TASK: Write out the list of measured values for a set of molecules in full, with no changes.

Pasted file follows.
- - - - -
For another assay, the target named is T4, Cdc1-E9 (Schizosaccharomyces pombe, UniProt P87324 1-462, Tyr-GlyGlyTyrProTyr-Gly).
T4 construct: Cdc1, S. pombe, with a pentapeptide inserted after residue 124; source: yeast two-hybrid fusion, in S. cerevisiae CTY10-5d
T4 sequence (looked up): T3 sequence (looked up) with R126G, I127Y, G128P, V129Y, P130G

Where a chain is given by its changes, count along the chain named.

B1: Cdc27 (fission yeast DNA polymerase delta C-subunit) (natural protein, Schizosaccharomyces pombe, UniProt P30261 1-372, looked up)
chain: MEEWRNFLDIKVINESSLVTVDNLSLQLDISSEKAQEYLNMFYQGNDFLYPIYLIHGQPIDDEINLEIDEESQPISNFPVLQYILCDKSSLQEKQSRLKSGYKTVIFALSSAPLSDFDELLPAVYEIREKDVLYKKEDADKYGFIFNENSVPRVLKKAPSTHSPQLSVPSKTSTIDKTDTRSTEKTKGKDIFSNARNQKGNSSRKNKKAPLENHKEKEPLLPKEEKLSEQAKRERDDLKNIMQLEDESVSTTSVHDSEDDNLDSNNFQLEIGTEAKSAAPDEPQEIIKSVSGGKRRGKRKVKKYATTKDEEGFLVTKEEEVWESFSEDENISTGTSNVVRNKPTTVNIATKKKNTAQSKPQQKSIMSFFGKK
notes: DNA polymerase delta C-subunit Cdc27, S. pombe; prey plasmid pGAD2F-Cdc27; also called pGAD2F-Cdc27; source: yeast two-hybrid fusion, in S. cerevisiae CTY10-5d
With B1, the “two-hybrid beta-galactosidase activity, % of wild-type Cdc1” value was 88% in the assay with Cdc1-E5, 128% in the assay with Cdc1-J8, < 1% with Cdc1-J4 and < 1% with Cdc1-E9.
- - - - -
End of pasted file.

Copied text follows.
For another assay, the target named is T4, Cdc1-E9 (Schizosaccharomyces pombe, UniProt P87324 1-462, Tyr-GlyGlyTyrProTyr-Gly).
T4 construct: Cdc1, S. pombe, with a pentapeptide inserted after residue 124; source: yeast two-hybrid fusion, in S. cerevisiae CTY10-5d
T4 sequence (looked up): T3 sequence (looked up) with R126G, I127Y, G128P, V129Y, P130G

Where a chain is given by its changes, count along the chain named.

B1: Cdc27 (fission yeast DNA polymerase delta C-subunit) (natural protein, Schizosaccharomyces pombe, UniProt P30261 1-372, looked up)
chain: MEEWRNFLDIKVINESSLVTVDNLSLQLDISSEKAQEYLNMFYQGNDFLYPIYLIHGQPIDDEINLEIDEESQPISNFPVLQYILCDKSSLQEKQSRLKSGYKTVIFALSSAPLSDFDELLPAVYEIREKDVLYKKEDADKYGFIFNENSVPRVLKKAPSTHSPQLSVPSKTSTIDKTDTRSTEKTKGKDIFSNARNQKGNSSRKNKKAPLENHKEKEPLLPKEEKLSEQAKRERDDLKNIMQLEDESVSTTSVHDSEDDNLDSNNFQLEIGTEAKSAAPDEPQEIIKSVSGGKRRGKRKVKKYATTKDEEGFLVTKEEEVWESFSEDENISTGTSNVVRNKPTTVNIATKKKNTAQSKPQQKSIMSFFGKK
notes: DNA polymerase delta C-subunit Cdc27, S. pombe; prey plasmid pGAD2F-Cdc27; also called pGAD2F-Cdc27; source: yeast two-hybrid fusion, in S. cerevisiae CTY10-5d
With B1, the “two-hybrid beta-galactosidase activity, % of wild-type Cdc1” value was 88% in the assay with Cdc1-E5, 128% in the assay with Cdc1-J8, < 1% with Cdc1-J4 and < 1% with Cdc1-E9.